Gender equality today for a sustainable tomorrow header
Gender equality today for a sustainable tomorrow
International Women’s Day has been celebrated on 8 March since 1975. At Global Maritime Forum, we want to mark this day by celebrating all that has been achieved on gender equality across the maritime industry since 1975, but also highlight that there is still a long way to go. To commemorate International Women’s Day 2022 and this year’s theme #BreakTheBias, we asked a female CEO and two female Third Officers about their experience of being a woman in the maritime industry in 2022.
- Susanne Justesen, Ph.D.
- Senior Programme Lead – Inclusion & Diversity, Global Maritime Forum
“Each time I go to a vessel, my main concern is how people’s attitudes will be. Will I prove myself and be a part of the vessel’s team or not?"
March 08 2022
The maritime industry is heavily dominated by male employees and especially by male leaders. But as shown in the latest BIMCO and ICS Seafarer Workforce Report, more women are entering into the industry, and into leadership positions, both onshore and offshore. We are seeing more and more companies across the industry ramping up their efforts to attract more diverse employees. As explained by Founder and CEO Isabelle Rickmers from the maritime digital job marketplace TURTLE: “Being a female executive in shipping was something more unusual some years ago; until very recently, there was no urge to change this homogenous, male structure and I could feel that perception ‘being a stranger’ clearly. That has fortunately changed.”
Despite more women entering the industry, many are still experiencing having to break biases and that being a woman often makes it more difficult. When TURTLE asked their female seafarers, 76% of them found that getting a job in maritime was more difficult when being a woman. Burcu Erdoğan, Third Officer on a container vessel, has experienced this first-hand: “When I was still a student in college in 2015, the main issue was to find a good company to start our internship. But some companies were directly saying to female students’ faces that they are not hiring women. This is where we felt the difference for the first time. The number of companies we could apply for was the quota left by our male friends. Only some of us were able to enter the industry, and oftentimes they would become the first woman cadet hired by that company.”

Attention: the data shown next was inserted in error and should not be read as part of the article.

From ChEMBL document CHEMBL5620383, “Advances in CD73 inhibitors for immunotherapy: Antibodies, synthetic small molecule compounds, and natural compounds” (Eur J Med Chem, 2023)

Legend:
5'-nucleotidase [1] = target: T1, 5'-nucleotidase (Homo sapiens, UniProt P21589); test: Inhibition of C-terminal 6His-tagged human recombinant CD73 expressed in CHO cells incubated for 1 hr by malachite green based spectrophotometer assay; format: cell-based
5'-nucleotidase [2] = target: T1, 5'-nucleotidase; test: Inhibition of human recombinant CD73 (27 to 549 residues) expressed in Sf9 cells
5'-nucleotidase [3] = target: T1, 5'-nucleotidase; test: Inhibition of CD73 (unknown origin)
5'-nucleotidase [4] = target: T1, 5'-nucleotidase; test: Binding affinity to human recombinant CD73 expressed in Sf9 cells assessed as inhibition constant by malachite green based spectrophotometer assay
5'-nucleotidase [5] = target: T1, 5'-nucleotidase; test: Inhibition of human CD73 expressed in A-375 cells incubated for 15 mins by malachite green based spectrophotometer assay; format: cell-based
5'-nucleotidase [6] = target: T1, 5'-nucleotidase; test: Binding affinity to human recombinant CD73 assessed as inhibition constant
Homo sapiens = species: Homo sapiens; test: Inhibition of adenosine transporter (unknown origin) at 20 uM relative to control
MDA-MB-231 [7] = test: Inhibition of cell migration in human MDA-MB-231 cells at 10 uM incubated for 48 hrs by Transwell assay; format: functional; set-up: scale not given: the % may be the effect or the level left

Third Officer Kübra Basiacik, currently serving on an LPG tanker, agrees with her colleague when she explains: “Unfortunately, today there are still companies that do not hire women because they think women are not suitable for this job. However, since I started as a cadet in 2015, it is getting better every year as people are getting used to working with women”.
From left to right: CEO Isabelle Rickmers, Third Officer Kübra Basiacik, Third Officer Burcu Erdoğan (Image credit: TURTLE)
The gap between the numbers of female and male employees is most evident at sea – where less than 2% of seafarers are female. Even if the numbers are improving, the pace needs to increase if the industry is to make seafaring a more attractive career choice for younger generations across the world.
The situation is also getting better when it comes to more senior roles. TURTLE’s database of 25,000 seafarers shows that 11% of their female candidates were registered as holding a senior rank. The percentage is not as high as amongst their male colleagues, where 31% in their database hold a senior rank, but it is promising to see more and more female senior officers emerge.
One of the primary challenges reported when it comes to #BreakingTheBias is that women in the industry often experience having to do better than male colleagues. As Third Officer Burcu describes: “Each time I go to a vessel, my main concern is how people’s attitudes will be. Will I prove myself and be a part of the vessel’s team or not?” Third Officer Kübra agrees, explaining that one of her biggest challenges as a female seafarer is that she constantly needs to prove herself and that she is good at her job – also as a woman.
Despite these challenges, more companies are making targeted efforts in not only hiring more women, but also making their workplaces more inclusive and equitable for female colleagues. As reported by Heidi Heseltine, Co-Founder of Diversity Study Group: “Diversity, equity, and inclusion have been steadily gaining momentum within the shipping and maritime industry over recent years but coming into 2022, the pace of change is increasing significantly.” This is a positive change, but for an industry looking at a talent shortage of close to 90,000 seafarers by 2026, it is continuously crucial to be able to attract and retain employees from a more diverse talent pool. If maritime wants to be a strong, innovative, and progressive industry that we can all be proud of, we need to attract many more women to the industry.
Isabelle Rickmers, a #BreakTheBias role model, supports this approach: “I strongly believe in the value of mixed teams, as they simply perform better, and they create an exciting, inspiring company culture. At TURTLE, we have a fully diversified team with 50/50 men and women from eight different nationalities, and we see ourselves as a role model and a driver for the maritime industry.”
Women should not be expected to do better than their male colleagues to gain the respect of their peers. They should not feel the pressure to “fit the mold.” The remaining conservative structures and systems in the maritime industry can be reimagined to make the maritime industry more attractive to both men and women. Or as stated by Third Officer Burcu: “Women or men, we all need to make each other’s life easier on board, showing some support, understanding, empathy, and most importantly respect.”